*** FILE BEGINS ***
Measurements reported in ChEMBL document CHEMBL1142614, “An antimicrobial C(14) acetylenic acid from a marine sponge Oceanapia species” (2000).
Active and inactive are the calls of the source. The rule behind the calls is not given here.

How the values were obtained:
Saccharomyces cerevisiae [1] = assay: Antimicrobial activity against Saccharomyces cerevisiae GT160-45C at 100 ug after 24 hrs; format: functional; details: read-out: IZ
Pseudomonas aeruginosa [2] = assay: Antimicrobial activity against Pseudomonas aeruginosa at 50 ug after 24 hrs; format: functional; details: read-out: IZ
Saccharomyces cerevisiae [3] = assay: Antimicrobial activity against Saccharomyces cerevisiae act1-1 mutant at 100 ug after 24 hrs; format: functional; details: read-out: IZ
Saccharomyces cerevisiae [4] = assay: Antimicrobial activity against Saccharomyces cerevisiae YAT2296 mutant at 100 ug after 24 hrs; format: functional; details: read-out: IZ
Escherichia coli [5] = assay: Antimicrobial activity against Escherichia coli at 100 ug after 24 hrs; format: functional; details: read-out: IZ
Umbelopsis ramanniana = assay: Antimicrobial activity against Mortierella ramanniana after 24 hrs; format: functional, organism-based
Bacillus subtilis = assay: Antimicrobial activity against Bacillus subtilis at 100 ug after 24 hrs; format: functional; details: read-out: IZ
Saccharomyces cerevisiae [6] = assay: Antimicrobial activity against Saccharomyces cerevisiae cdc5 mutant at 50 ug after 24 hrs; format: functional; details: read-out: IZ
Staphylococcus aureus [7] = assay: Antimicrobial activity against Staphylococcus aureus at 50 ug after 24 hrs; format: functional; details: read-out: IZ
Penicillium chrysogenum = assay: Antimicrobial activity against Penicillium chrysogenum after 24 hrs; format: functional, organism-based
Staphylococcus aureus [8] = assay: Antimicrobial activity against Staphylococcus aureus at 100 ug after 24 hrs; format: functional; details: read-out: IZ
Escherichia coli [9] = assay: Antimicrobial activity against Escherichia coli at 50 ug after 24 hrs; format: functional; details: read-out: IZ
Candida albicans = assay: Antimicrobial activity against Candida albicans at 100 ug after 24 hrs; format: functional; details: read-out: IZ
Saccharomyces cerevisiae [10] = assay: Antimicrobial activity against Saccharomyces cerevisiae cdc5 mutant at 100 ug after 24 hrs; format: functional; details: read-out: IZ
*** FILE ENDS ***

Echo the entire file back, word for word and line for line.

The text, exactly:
Measurements reported in ChEMBL document CHEMBL1142614, “An antimicrobial C(14) acetylenic acid from a marine sponge Oceanapia species” (2000).
Active and inactive are the calls of the source. The rule behind the calls is not given here.

How the values were obtained:
Saccharomyces cerevisiae [1] = assay: Antimicrobial activity against Saccharomyces cerevisiae GT160-45C at 100 ug after 24 hrs; format: functional; details: read-out: IZ
Pseudomonas aeruginosa [2] = assay: Antimicrobial activity against Pseudomonas aeruginosa at 50 ug after 24 hrs; format: functional; details: read-out: IZ
Saccharomyces cerevisiae [3] = assay: Antimicrobial activity against Saccharomyces cerevisiae act1-1 mutant at 100 ug after 24 hrs; format: functional; details: read-out: IZ
Saccharomyces cerevisiae [4] = assay: Antimicrobial activity against Saccharomyces cerevisiae YAT2296 mutant at 100 ug after 24 hrs; format: functional; details: read-out: IZ
Escherichia coli [5] = assay: Antimicrobial activity against Escherichia coli at 100 ug after 24 hrs; format: functional; details: read-out: IZ
Umbelopsis ramanniana = assay: Antimicrobial activity against Mortierella ramanniana after 24 hrs; format: functional, organism-based
Bacillus subtilis = assay: Antimicrobial activity against Bacillus subtilis at 100 ug after 24 hrs; format: functional; details: read-out: IZ
Saccharomyces cerevisiae [6] = assay: Antimicrobial activity against Saccharomyces cerevisiae cdc5 mutant at 50 ug after 24 hrs; format: functional; details: read-out: IZ
Staphylococcus aureus [7] = assay: Antimicrobial activity against Staphylococcus aureus at 50 ug after 24 hrs; format: functional; details: read-out: IZ
Penicillium chrysogenum = assay: Antimicrobial activity against Penicillium chrysogenum after 24 hrs; format: functional, organism-based
Staphylococcus aureus [8] = assay: Antimicrobial activity against Staphylococcus aureus at 100 ug after 24 hrs; format: functional; details: read-out: IZ
Escherichia coli [9] = assay: Antimicrobial activity against Escherichia coli at 50 ug after 24 hrs; format: functional; details: read-out: IZ
Candida albicans = assay: Antimicrobial activity against Candida albicans at 100 ug after 24 hrs; format: functional; details: read-out: IZ
Saccharomyces cerevisiae [10] = assay: Antimicrobial activity against Saccharomyces cerevisiae cdc5 mutant at 100 ug after 24 hrs; format: functional; details: read-out: IZ